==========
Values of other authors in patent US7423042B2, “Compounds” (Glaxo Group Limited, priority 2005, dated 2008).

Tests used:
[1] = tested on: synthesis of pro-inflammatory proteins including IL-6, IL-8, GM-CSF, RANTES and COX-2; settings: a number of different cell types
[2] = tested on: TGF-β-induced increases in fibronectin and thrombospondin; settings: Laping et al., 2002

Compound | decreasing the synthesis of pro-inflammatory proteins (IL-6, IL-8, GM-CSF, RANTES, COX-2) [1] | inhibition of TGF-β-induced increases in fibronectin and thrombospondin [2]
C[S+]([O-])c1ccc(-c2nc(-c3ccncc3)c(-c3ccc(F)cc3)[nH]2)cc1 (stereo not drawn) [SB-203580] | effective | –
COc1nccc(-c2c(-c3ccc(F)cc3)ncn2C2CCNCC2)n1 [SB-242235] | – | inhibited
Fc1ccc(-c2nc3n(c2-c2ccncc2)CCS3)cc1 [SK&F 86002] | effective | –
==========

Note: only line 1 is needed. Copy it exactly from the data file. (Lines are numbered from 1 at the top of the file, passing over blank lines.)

Values of other authors in patent US7423042B2, “Compounds” (Glaxo Group Limited, priority 2005, dated 2008).